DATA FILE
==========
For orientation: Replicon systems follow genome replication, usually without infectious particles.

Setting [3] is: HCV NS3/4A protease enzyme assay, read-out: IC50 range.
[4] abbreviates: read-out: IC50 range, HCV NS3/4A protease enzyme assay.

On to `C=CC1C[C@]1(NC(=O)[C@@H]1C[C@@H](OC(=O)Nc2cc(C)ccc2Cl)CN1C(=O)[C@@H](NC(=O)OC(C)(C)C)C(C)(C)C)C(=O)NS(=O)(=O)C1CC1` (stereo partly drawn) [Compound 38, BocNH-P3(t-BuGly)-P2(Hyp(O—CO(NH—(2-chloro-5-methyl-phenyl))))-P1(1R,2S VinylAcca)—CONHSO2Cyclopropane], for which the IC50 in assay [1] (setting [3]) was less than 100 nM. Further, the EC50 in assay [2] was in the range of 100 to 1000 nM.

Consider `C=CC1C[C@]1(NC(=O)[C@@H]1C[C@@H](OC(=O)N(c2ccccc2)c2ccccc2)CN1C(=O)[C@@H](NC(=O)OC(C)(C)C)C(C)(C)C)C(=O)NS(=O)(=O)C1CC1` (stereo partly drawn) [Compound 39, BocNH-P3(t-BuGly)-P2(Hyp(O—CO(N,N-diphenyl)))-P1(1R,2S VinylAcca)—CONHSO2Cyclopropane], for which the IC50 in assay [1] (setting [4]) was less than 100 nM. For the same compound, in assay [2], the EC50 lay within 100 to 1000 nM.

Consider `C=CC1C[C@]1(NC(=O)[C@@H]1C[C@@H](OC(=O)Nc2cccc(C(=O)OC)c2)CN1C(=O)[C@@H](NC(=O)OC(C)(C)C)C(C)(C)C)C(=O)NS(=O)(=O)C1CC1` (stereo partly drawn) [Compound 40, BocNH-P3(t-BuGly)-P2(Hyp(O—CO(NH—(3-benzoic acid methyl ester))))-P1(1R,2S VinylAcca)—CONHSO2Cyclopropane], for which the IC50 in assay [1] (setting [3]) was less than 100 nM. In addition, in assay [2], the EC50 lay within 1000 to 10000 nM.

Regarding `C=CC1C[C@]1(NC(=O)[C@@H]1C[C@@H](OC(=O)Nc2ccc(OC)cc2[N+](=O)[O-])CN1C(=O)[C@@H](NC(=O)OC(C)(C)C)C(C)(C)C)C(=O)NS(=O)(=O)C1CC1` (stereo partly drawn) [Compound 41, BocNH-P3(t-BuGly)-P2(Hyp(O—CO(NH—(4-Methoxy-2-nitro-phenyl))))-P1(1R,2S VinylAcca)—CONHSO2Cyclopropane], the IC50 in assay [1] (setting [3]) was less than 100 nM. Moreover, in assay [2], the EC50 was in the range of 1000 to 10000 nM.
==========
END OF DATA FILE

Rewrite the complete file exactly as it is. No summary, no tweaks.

For orientation: Replicon systems follow genome replication, usually without infectious particles.

Setting [3] is: HCV NS3/4A protease enzyme assay, read-out: IC50 range.
[4] abbreviates: read-out: IC50 range, HCV NS3/4A protease enzyme assay.

On to `C=CC1C[C@]1(NC(=O)[C@@H]1C[C@@H](OC(=O)Nc2cc(C)ccc2Cl)CN1C(=O)[C@@H](NC(=O)OC(C)(C)C)C(C)(C)C)C(=O)NS(=O)(=O)C1CC1` (stereo partly drawn) [Compound 38, BocNH-P3(t-BuGly)-P2(Hyp(O—CO(NH—(2-chloro-5-methyl-phenyl))))-P1(1R,2S VinylAcca)—CONHSO2Cyclopropane], for which the IC50 in assay [1] (setting [3]) was less than 100 nM. Further, the EC50 in assay [2] was in the range of 100 to 1000 nM.

Consider `C=CC1C[C@]1(NC(=O)[C@@H]1C[C@@H](OC(=O)N(c2ccccc2)c2ccccc2)CN1C(=O)[C@@H](NC(=O)OC(C)(C)C)C(C)(C)C)C(=O)NS(=O)(=O)C1CC1` (stereo partly drawn) [Compound 39, BocNH-P3(t-BuGly)-P2(Hyp(O—CO(N,N-diphenyl)))-P1(1R,2S VinylAcca)—CONHSO2Cyclopropane], for which the IC50 in assay [1] (setting [4]) was less than 100 nM. For the same compound, in assay [2], the EC50 lay within 100 to 1000 nM.

Consider `C=CC1C[C@]1(NC(=O)[C@@H]1C[C@@H](OC(=O)Nc2cccc(C(=O)OC)c2)CN1C(=O)[C@@H](NC(=O)OC(C)(C)C)C(C)(C)C)C(=O)NS(=O)(=O)C1CC1` (stereo partly drawn) [Compound 40, BocNH-P3(t-BuGly)-P2(Hyp(O—CO(NH—(3-benzoic acid methyl ester))))-P1(1R,2S VinylAcca)—CONHSO2Cyclopropane], for which the IC50 in assay [1] (setting [3]) was less than 100 nM. In addition, in assay [2], the EC50 lay within 1000 to 10000 nM.

Regarding `C=CC1C[C@]1(NC(=O)[C@@H]1C[C@@H](OC(=O)Nc2ccc(OC)cc2[N+](=O)[O-])CN1C(=O)[C@@H](NC(=O)OC(C)(C)C)C(C)(C)C)C(=O)NS(=O)(=O)C1CC1` (stereo partly drawn) [Compound 41, BocNH-P3(t-BuGly)-P2(Hyp(O—CO(NH—(4-Methoxy-2-nitro-phenyl))))-P1(1R,2S VinylAcca)—CONHSO2Cyclopropane], the IC50 in assay [1] (setting [3]) was less than 100 nM. Moreover, in assay [2], the EC50 was in the range of 1000 to 10000 nM.